When the name Friend Within first appeared in dance music circles just over six years ago, there was a certain amount of mystery concerning who exactly it was.
But before long, the world came to learn that it was, in fact, Liverpudlian DJ and producer Lee Mortimer, who for a few years had been making something of a name for himself in the world of fidget/electro house during the first decade of this millennium (he even collaborated with Laidback Luke, before his move to the EDM big leagues).
With the new name came a new style, a simpler brand of house music that saw him – along with the likes of Shadow Child, Gorgon City, Eats Everything and Disclosure – become hugely popular in both the underground and parts of the mainstream.
A few years on and Friend Within is seemingly here to stay releasing a full-length project earlier this year, another busy summer of shows just behind him, and some hugely popular recent releases on Toolroom Records.
So I took the opportunity to chat with Lee about how it's all going, and how he got to where he is today. Word of warning, I didn't mention the moustache (even though it is admittedly pretty glorious).
Hi Lee, thanks for taking the time to talk to me. What you up to?
That's alright, I'm just in my studio at the moment, at home just starting something new so we'll see how it goes.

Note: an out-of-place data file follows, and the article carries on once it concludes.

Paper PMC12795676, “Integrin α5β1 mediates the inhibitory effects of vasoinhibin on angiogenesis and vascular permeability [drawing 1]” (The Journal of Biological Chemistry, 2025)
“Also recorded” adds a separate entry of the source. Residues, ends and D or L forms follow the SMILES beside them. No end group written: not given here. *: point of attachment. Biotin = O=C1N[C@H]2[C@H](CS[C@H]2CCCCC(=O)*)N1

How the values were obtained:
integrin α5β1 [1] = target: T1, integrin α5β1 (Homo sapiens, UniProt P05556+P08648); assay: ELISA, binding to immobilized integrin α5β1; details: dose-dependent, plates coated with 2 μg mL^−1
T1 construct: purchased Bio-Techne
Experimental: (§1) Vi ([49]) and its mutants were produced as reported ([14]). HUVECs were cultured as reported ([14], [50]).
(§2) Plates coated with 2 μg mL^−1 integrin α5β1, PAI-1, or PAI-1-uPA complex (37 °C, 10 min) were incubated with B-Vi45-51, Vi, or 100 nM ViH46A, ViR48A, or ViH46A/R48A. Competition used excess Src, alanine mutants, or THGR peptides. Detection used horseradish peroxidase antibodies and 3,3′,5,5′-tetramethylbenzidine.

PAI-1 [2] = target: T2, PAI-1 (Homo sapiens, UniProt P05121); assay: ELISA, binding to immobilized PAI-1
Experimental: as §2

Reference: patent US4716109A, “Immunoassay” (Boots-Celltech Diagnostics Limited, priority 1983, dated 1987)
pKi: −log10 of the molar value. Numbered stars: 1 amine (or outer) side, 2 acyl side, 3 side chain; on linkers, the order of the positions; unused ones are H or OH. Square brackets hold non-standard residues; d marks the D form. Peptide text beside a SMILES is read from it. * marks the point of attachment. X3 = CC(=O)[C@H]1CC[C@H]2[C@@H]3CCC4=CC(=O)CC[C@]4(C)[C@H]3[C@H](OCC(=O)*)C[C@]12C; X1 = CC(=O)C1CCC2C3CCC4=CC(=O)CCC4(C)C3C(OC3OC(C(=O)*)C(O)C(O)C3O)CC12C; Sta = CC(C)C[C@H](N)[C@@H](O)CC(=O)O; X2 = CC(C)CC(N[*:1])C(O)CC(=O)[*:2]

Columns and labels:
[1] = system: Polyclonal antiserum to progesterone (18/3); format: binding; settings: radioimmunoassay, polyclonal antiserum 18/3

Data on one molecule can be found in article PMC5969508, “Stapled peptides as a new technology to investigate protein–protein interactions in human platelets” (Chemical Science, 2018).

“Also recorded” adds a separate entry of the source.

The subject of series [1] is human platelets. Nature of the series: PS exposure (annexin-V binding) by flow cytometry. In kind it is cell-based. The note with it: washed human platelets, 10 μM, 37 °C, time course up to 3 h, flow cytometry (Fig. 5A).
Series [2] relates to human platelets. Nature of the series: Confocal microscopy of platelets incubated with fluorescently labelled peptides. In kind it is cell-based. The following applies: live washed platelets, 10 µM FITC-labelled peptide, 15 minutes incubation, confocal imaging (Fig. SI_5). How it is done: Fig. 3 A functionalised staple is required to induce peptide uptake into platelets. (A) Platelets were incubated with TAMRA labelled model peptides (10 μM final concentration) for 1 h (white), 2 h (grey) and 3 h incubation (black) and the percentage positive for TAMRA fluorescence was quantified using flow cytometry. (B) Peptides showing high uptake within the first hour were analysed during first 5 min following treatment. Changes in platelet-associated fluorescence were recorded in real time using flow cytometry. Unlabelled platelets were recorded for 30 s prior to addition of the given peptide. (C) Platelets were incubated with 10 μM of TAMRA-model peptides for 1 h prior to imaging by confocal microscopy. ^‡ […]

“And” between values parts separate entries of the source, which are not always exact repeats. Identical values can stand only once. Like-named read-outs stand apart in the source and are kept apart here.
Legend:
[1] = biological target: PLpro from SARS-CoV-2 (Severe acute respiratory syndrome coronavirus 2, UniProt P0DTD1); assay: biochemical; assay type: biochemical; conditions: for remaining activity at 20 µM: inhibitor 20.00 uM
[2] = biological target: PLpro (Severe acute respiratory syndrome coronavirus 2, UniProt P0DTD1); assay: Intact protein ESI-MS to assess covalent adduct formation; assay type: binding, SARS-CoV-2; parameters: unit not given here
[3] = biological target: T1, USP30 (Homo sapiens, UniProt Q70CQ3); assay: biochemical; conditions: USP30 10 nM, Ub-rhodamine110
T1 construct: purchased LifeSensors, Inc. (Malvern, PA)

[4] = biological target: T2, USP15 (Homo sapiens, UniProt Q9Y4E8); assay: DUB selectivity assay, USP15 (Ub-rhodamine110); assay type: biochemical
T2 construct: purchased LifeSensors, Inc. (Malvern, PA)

What's the reaction been like from your end to your new track 'The Truth'? It's all seemed very positive...
It's been great yeah, I've been well chuffed. Getting number one on the Radio 1 Dance Chart, loads of radio support and things so I couldn't ask for more really. I'm really pleased.
I'll come back to 'The Truth' in a second, but first I saw you describe your Love Defined project from earlier in the year as you exploring your love of house music – where did that love begin and how has it developed across your lifetime?
I mean I've always been into dance music, as long as I can remember, even from really young. I was into the very early sort of rave stuff, and even the kind of commercial side of stuff that was on the radio. But I always gravitated towards it.
I guess before that my love of music sort of comes from my dad really, there was always music playing in the house and he was into funk and soul and things like that. So as long as I remember I've always been into dance music. I used to listen to Kiss FM back when it was a pirate station.
So it just kind of went on from there. It's funny, obviously, I did the track 'The Renegade' and the first time I head that [original] was on Kiss FM back in the day. That was when they didn't really say what the name the track was, and I remember trying to hunt it down. So yeah I feel like I've always been into dance music really.
And what was the thinking behind the first full-length project that you've done being a 'playlist' as opposed to a traditional album?
I guess it is sort of an album really, I was going to add more to it like a proper playlist, and I did have some other tunes that were gonna go on there. But then a few things sort of changed. Like Toolroom signed a track, and you kind of start going in another direction. Plus there were loads of tracks on there already.
It did feel a bit weird calling it a playlist to people when it is essentially an album, but then I guess with an album you're meant to listen to it from track one all the way to the end. Whereas with this it was just a bunch of club tracks so you could hit shuffle like you would on a normal playlist.